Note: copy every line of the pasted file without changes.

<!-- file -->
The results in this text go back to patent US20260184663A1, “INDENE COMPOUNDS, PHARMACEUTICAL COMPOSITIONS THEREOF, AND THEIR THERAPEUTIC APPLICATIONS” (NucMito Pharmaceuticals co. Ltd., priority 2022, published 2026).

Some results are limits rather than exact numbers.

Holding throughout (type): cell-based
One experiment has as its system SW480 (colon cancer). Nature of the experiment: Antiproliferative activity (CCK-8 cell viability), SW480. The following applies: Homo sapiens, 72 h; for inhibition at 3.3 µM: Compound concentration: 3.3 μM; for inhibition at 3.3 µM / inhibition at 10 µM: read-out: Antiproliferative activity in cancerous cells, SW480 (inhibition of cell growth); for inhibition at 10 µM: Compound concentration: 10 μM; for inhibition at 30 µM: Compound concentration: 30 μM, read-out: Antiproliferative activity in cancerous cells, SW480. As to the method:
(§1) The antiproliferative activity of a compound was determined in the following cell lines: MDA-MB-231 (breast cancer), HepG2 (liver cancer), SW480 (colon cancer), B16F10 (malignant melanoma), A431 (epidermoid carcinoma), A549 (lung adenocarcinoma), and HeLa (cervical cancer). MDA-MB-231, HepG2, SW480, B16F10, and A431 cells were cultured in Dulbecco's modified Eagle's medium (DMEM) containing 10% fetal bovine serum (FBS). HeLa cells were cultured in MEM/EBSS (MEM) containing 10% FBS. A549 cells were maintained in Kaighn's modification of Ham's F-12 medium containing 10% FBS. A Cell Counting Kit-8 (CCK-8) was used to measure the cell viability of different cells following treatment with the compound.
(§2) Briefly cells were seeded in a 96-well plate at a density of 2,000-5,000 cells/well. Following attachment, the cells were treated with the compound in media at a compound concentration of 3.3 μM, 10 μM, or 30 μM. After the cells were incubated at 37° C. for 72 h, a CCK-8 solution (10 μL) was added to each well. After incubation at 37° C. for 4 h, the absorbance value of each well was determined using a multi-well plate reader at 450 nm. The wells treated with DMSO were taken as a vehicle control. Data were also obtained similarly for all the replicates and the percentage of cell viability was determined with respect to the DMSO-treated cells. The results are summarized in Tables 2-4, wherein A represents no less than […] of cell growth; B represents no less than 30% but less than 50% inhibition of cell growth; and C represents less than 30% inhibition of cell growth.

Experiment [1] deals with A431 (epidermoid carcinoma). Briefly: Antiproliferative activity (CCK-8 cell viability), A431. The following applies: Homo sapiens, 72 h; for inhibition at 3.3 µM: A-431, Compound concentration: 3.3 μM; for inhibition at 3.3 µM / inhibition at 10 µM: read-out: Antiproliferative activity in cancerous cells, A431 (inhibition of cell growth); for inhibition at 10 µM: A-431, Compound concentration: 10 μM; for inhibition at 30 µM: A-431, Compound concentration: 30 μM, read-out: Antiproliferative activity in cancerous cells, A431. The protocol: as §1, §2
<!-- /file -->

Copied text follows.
The results in this text go back to patent US20260184663A1, “INDENE COMPOUNDS, PHARMACEUTICAL COMPOSITIONS THEREOF, AND THEIR THERAPEUTIC APPLICATIONS” (NucMito Pharmaceuticals co. Ltd., priority 2022, published 2026).

Some results are limits rather than exact numbers.

Holding throughout (type): cell-based
One experiment has as its system SW480 (colon cancer). Nature of the experiment: Antiproliferative activity (CCK-8 cell viability), SW480. The following applies: Homo sapiens, 72 h; for inhibition at 3.3 µM: Compound concentration: 3.3 μM; for inhibition at 3.3 µM / inhibition at 10 µM: read-out: Antiproliferative activity in cancerous cells, SW480 (inhibition of cell growth); for inhibition at 10 µM: Compound concentration: 10 μM; for inhibition at 30 µM: Compound concentration: 30 μM, read-out: Antiproliferative activity in cancerous cells, SW480. As to the method:
(§1) The antiproliferative activity of a compound was determined in the following cell lines: MDA-MB-231 (breast cancer), HepG2 (liver cancer), SW480 (colon cancer), B16F10 (malignant melanoma), A431 (epidermoid carcinoma), A549 (lung adenocarcinoma), and HeLa (cervical cancer). MDA-MB-231, HepG2, SW480, B16F10, and A431 cells were cultured in Dulbecco's modified Eagle's medium (DMEM) containing 10% fetal bovine serum (FBS). HeLa cells were cultured in MEM/EBSS (MEM) containing 10% FBS. A549 cells were maintained in Kaighn's modification of Ham's F-12 medium containing 10% FBS. A Cell Counting Kit-8 (CCK-8) was used to measure the cell viability of different cells following treatment with the compound.
(§2) Briefly cells were seeded in a 96-well plate at a density of 2,000-5,000 cells/well. Following attachment, the cells were treated with the compound in media at a compound concentration of 3.3 μM, 10 μM, or 30 μM. After the cells were incubated at 37° C. for 72 h, a CCK-8 solution (10 μL) was added to each well. After incubation at 37° C. for 4 h, the absorbance value of each well was determined using a multi-well plate reader at 450 nm. The wells treated with DMSO were taken as a vehicle control. Data were also obtained similarly for all the replicates and the percentage of cell viability was determined with respect to the DMSO-treated cells. The results are summarized in Tables 2-4, wherein A represents no less than […] of cell growth; B represents no less than 30% but less than 50% inhibition of cell growth; and C represents less than 30% inhibition of cell growth.

Experiment [1] deals with A431 (epidermoid carcinoma). Briefly: Antiproliferative activity (CCK-8 cell viability), A431. The following applies: Homo sapiens, 72 h; for inhibition at 3.3 µM: A-431, Compound concentration: 3.3 μM; for inhibition at 3.3 µM / inhibition at 10 µM: read-out: Antiproliferative activity in cancerous cells, A431 (inhibition of cell growth); for inhibition at 10 µM: A-431, Compound concentration: 10 μM; for inhibition at 30 µM: A-431, Compound concentration: 30 μM, read-out: Antiproliferative activity in cancerous cells, A431. The protocol: as §1, §2